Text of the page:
will give you a new address. Then get user1 to do:

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user1@host$ flex-cli transferdeposit <deposit address> <user2's Flex address>
where the expressions in angle brackets, <>, should be replaced with the corresponding addresses.

A few seconds after that, user2 will be able to see the deposit address and balance when doing:

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user2@host$ flex-cli listdepositaddresses BTC
The deposit address will have disappeared from user1's list. Now user2 owns the deposit, and you've just sent bitcoins from one user to another in a few seconds. :mrgreen:

User2 can withdraw the deposit to his or her electrum wallet:

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user2@host$ flex-cli withdrawdeposit <deposit address>
Then you can do:

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electrum listaddresses
to see the address in your wallet, and

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electrum getaddressbalance <deposit address>
will show you the balance. You can stop the daemon and start the gui:

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electrum daemon stop electrum
if you want to "see" the balance in your wallet. It's ready to spend, seconds after you received it. There's no need to wait for any confirmation because the coins are still at the deposit address they were originally sent to.

For me, electrum getbalance doesn't show the updated balance after a key has been imported. You have to open the gui to get it to update.

All of these steps are shown in the screencast at:
https://vimeo.com/145072408#t=1620

so if you have problems, you can try to reproduce what's shown in the video.

If you still have problems, you can post in this thread and I'll do my best to solve them.

peernode
Nickel Bitcoiner
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Re: Flex - Send Coins by Sending Secrets

Sat Nov 14, 2015 12:28 am

Here's an edited version of the video. There are some captions which might make it easier to understand what's going on.

https://vimeo.com/145687724#t=512

It skips to the point where the bitcoin deposit is confirmed. Then you can see the bitcoins travel from user to user and then finally into an electrum wallet.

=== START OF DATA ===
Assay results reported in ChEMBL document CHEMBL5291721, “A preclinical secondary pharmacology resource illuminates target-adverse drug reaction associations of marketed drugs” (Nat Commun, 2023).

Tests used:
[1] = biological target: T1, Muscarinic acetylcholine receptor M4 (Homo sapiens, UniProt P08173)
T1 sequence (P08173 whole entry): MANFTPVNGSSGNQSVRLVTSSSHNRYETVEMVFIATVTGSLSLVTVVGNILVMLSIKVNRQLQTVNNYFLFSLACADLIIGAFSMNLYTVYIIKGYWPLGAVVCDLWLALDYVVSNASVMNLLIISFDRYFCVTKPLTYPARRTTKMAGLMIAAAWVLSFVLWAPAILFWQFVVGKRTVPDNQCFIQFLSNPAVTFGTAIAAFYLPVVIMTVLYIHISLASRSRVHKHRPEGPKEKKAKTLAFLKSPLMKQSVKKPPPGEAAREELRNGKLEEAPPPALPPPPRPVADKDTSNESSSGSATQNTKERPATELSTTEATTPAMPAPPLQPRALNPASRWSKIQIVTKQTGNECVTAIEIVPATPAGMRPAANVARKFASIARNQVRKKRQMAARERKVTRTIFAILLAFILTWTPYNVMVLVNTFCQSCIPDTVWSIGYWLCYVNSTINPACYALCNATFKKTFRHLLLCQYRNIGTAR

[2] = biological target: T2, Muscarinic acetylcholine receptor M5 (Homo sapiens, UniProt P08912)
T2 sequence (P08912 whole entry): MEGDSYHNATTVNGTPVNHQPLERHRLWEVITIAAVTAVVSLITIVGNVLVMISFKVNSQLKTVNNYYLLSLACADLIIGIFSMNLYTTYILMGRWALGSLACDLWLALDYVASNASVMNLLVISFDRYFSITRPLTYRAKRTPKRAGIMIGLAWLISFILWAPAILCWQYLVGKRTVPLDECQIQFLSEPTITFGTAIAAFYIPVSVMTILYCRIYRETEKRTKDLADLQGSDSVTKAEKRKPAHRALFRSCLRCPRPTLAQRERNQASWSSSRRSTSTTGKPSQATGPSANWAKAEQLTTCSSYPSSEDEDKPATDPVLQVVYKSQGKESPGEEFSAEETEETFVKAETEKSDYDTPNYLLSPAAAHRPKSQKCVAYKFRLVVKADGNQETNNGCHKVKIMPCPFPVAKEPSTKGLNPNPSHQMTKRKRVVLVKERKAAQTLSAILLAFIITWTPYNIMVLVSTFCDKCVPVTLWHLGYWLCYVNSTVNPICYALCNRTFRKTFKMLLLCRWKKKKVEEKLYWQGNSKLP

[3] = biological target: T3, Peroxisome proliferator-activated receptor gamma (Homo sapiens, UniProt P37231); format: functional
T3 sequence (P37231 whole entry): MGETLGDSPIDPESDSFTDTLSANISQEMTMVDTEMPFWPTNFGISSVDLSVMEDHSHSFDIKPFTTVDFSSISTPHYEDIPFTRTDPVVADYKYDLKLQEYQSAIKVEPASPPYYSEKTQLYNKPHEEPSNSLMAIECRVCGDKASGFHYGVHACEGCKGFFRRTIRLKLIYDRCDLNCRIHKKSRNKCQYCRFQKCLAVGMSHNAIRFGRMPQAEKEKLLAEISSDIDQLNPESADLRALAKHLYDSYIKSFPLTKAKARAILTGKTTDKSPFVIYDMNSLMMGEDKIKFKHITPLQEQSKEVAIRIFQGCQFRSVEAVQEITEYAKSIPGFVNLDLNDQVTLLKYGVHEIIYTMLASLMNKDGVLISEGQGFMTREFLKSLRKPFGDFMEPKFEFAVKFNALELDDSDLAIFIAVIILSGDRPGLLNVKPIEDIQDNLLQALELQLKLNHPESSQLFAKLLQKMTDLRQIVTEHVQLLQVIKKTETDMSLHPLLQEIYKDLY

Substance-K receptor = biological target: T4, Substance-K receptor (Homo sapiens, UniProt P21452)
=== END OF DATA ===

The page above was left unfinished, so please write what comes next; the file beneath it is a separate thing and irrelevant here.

The earlier parts show how to install flex starting with cloning the github repository. Then it shows how to configure it and connect it to electrum. Then it requests a deposit address and bitcoins get sent to it.

peernode
Nickel Bitcoiner
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Re: Flex - Send Coins by Sending Secrets

Sun Nov 15, 2015 8:19 pm

I've fixed a bug in the latest version at github.

Previously, if you tried to transfer or withdraw a deposit before the deposit address had been confirmed (i.e. the associated secrets were disclosed to a second set of relays and they didn't complain), it would fail silently. Now it will fail with an error that says something like, "Can't transfer until address secrets have been disclosed".

peernode
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Re: Flex - Send Coins by Sending Secrets

Thu Nov 19, 2015 8:40 pm

In this post, I'll describe how to trade cryptocurrencies using Flex.

To make life easy for testers, Flex includes a test currency which is activated by default. If you've got Flex running using "flexcontrol start" as described above, the you can do:

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flex-cli listcurrencies
Among the results you'll see the currency code CBF there. That's the code for cyberfarthings. There's an included command line-tool called cbf which behaves like a cryptocurrency. You can do:

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cbf getbalance cbf getnewaddress cbf sendtoaddress <address> <amount>
You get 10,000 CBF to start with, and you can delete the file /tmp/cyberfarthings_wallet.pkl or reboot your computer to reset your balance back to 10,000.

Users on the same computer can send cyberfarthings to each other, but it's not actually a peer-to-peer network, so you can't trade with users on another machine (although you can achieve this using a trick described in the README.md file on github). It's also not a secure payment method or store of value. There's a single wallet shared by everybody and anybody can edit it.

So there's no security and no peer-to-peer network, but there is still the same relationship between addresses and private keys. If you know a private key, you can spend cyberfarthings at the corresponding address.

This means that all of the secret-splitting tricks employed in Flex can be used with cyberfarthings, and there's no need to risk bitcoins or other coins with unstable software. The reason that I used bitcoins in the demonstration video above and explained how to connect electrum to Flex is that if I had done it with cyberfarthings, nobody would believe that it really lets you send bitcoins quickly. It would be more plausible that I was demonstrating something that only works for fake coins made up by me like cyberfarthings.